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Bartlett School of Architecture, UCL

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In Rhythmic Fragments

In Rhythmic Fragments

It was but yesterday I thought myself a fragment quivering without rhythm in the sphere of life.
Now I know that I am the sphere, and all life in rhythmic fragments moves within me. —Khalil Gibran, Sand and Foam

In Rhythmic Fragments is a biophilic space for mindful engagement that translates mensurated motion into kinetic architectural boundaries through a diptych of linear and radial automatous fragments. Inspired by the rhythmic flows of liveliness observed at varied scales in the natural environment, the automata aim to engage our mind as a physics engine with contemplative content to evoke memory and inspire the sense of being mesmerized.



 

In a hyper-constructed future where untouched nature is lost, In Rhythmic Fragments aims to evoke our perception of, and connection to, the natural world through interaction with kinetic behaviour in future architectural spaces. As such, concepts of uniformity and randomness, unison and separation shape the rhythm of our own movement; from individuals to parts of a group navigating present space and reconstructions of space in the mind. Engagement with In Rhythmic Fragments primes this awareness of our movement through the interaction of waves falling in synchrony and asynchrony in their kinetic flow.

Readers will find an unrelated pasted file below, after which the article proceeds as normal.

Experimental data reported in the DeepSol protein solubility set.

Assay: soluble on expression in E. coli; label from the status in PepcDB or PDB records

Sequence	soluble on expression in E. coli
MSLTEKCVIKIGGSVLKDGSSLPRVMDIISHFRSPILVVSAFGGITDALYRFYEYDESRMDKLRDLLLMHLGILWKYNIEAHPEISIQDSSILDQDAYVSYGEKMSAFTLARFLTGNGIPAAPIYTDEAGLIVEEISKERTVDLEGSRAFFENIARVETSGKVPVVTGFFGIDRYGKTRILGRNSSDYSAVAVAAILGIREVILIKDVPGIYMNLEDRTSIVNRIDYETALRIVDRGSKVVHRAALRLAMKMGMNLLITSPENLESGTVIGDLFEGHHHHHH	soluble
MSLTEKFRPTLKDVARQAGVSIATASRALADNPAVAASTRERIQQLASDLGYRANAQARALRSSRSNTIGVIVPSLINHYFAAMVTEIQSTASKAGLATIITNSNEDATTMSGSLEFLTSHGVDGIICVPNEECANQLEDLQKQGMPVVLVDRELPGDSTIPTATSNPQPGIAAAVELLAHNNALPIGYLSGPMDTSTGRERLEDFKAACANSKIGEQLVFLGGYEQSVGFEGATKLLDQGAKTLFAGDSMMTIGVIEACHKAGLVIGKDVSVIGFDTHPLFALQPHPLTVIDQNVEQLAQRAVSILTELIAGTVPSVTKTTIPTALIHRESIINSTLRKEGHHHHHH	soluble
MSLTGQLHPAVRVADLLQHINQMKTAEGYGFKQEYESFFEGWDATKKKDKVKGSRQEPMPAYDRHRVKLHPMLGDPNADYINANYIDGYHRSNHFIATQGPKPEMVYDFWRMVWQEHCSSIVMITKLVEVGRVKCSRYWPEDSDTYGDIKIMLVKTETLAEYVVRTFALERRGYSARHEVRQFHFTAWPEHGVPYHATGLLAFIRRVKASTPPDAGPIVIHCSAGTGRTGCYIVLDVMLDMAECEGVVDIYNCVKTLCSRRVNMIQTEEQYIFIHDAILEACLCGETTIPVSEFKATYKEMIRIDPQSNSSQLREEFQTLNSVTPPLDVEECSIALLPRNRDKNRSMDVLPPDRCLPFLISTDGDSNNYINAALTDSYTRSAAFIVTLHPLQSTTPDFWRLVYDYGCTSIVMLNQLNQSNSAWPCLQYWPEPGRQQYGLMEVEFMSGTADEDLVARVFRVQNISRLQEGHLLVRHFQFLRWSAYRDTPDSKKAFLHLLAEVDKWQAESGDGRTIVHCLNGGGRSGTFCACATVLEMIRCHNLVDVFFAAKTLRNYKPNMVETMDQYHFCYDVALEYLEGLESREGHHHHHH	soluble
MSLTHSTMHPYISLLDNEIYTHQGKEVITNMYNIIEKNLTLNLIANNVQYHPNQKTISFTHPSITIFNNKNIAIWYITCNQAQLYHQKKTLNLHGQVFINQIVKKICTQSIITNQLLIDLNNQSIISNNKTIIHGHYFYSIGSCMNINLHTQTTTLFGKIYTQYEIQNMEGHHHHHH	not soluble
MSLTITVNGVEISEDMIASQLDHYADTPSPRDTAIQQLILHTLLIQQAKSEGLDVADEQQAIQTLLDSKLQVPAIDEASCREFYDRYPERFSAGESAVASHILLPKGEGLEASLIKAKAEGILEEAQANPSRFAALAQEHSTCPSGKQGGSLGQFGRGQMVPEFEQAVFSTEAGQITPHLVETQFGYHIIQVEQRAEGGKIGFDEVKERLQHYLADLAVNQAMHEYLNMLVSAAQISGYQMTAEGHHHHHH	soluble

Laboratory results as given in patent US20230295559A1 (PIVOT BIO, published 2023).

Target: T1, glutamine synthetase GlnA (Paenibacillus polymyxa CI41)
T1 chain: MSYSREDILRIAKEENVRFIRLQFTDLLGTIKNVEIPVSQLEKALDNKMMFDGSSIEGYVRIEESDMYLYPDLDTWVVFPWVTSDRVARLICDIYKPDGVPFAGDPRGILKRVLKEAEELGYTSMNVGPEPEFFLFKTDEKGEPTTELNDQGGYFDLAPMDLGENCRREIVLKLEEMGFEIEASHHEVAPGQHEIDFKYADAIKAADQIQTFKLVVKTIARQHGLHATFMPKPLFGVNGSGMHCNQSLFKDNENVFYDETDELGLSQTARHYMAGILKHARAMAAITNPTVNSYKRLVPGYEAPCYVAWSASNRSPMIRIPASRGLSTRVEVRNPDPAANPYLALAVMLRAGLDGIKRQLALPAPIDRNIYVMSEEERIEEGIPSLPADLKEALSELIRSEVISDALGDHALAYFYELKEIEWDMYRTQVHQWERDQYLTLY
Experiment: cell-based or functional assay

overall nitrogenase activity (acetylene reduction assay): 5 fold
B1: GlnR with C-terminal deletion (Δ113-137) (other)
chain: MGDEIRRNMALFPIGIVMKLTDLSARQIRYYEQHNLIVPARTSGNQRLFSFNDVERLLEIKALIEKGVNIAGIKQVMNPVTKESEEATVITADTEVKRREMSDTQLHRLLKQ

Blending their disciplinary backgrounds, Saria Ghaziri and Dalia Todary-Michael explore responsive kinetic architecture and performative concepts of liveliness and spatial cognition in the built environment.

 

Thesis Research:

Todary-Michael, D. (2019) Constructing Liveliness: The Experience of Nature Embodiment in Kinetic Architecture. Available at: http://www.interactivearchitecture.org/constructing-liv…tic-architecture.html

Ghaziri, S. (2019) Chasing Existence. Available at: http://www.interactivearchitecture.org/chasing-existence.html

 



 

Key References:

Bunn, James H. Wave Forms: A Natural Syntax for Rhythmic Languages. Stanford University Press, 2002.

Chow, K.K.N.. (2013). Animation, Embodiment, and Digital Media: Human Experience of Technological Liveliness. 10.1057/9781137283085.

Helfrich, R.F., 2017. The rhythmic nature of visual perception. Journal of neurophysiology, 119(4), pp.1251-1253.

Johansson, G., 1973. Visual perception of biological motion and a model for its analysis. Perception & psychophysics, 14(2), pp.201-211.

Kimchi, R., Yeshurun, Y., Spehar, B. and Pirkner, Y., 2016. Perceptual organization, visual attention, and objecthood. Vision Research, 126, pp.34-51.

Merleau-Ponty, M. and Smith, C. (1945).Phenomenology of perception.

Pallasmaa, J. (2014). Space, place and atmosphere. Emotion and Peripheral Perception in Architectural Experience. Lebenswelt. Aesthetics and philosophy of experience 4.1, vol, 1934, issue 1987 pp. 239 – 245.

Stelerny, K (2010). Minds: Extended or Scaffolded?

Tye, M. (1995). The Burning House. In: T. Metzinger (ed.), Conscious Experience. Kansas: Imprint Academic.

Von Foerster, H. (2003). On Constructing a Reality. In: Understanding Understanding. Springer, New York.